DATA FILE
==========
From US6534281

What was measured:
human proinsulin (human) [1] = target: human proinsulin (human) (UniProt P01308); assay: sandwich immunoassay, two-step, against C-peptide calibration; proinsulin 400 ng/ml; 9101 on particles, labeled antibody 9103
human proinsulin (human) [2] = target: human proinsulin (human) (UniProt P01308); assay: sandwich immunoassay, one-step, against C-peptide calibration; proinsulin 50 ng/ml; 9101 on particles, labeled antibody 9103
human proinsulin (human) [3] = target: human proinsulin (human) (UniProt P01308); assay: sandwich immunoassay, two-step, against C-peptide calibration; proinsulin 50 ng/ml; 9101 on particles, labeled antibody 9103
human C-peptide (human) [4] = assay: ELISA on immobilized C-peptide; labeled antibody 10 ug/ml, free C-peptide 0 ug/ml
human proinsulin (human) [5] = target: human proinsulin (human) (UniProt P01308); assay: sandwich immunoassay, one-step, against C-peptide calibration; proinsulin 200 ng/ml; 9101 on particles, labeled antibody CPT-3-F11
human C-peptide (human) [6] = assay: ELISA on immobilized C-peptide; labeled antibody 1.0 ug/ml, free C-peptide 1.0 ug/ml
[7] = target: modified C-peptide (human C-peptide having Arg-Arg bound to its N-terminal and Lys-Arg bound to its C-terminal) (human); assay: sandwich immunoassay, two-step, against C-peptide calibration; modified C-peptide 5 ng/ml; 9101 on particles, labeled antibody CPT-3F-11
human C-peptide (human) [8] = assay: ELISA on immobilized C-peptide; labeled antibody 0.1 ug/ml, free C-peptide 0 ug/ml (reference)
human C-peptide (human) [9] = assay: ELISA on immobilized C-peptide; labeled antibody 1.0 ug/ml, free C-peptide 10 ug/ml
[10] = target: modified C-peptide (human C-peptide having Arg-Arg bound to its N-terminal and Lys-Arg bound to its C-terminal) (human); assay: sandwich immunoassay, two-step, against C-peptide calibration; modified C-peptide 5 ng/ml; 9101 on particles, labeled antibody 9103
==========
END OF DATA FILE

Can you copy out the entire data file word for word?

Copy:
From US6534281

What was measured:
human proinsulin (human) [1] = target: human proinsulin (human) (UniProt P01308); assay: sandwich immunoassay, two-step, against C-peptide calibration; proinsulin 400 ng/ml; 9101 on particles, labeled antibody 9103
human proinsulin (human) [2] = target: human proinsulin (human) (UniProt P01308); assay: sandwich immunoassay, one-step, against C-peptide calibration; proinsulin 50 ng/ml; 9101 on particles, labeled antibody 9103
human proinsulin (human) [3] = target: human proinsulin (human) (UniProt P01308); assay: sandwich immunoassay, two-step, against C-peptide calibration; proinsulin 50 ng/ml; 9101 on particles, labeled antibody 9103
human C-peptide (human) [4] = assay: ELISA on immobilized C-peptide; labeled antibody 10 ug/ml, free C-peptide 0 ug/ml
human proinsulin (human) [5] = target: human proinsulin (human) (UniProt P01308); assay: sandwich immunoassay, one-step, against C-peptide calibration; proinsulin 200 ng/ml; 9101 on particles, labeled antibody CPT-3-F11
human C-peptide (human) [6] = assay: ELISA on immobilized C-peptide; labeled antibody 1.0 ug/ml, free C-peptide 1.0 ug/ml
[7] = target: modified C-peptide (human C-peptide having Arg-Arg bound to its N-terminal and Lys-Arg bound to its C-terminal) (human); assay: sandwich immunoassay, two-step, against C-peptide calibration; modified C-peptide 5 ng/ml; 9101 on particles, labeled antibody CPT-3F-11
human C-peptide (human) [8] = assay: ELISA on immobilized C-peptide; labeled antibody 0.1 ug/ml, free C-peptide 0 ug/ml (reference)
human C-peptide (human) [9] = assay: ELISA on immobilized C-peptide; labeled antibody 1.0 ug/ml, free C-peptide 10 ug/ml
[10] = target: modified C-peptide (human C-peptide having Arg-Arg bound to its N-terminal and Lys-Arg bound to its C-terminal) (human); assay: sandwich immunoassay, two-step, against C-peptide calibration; modified C-peptide 5 ng/ml; 9101 on particles, labeled antibody 9103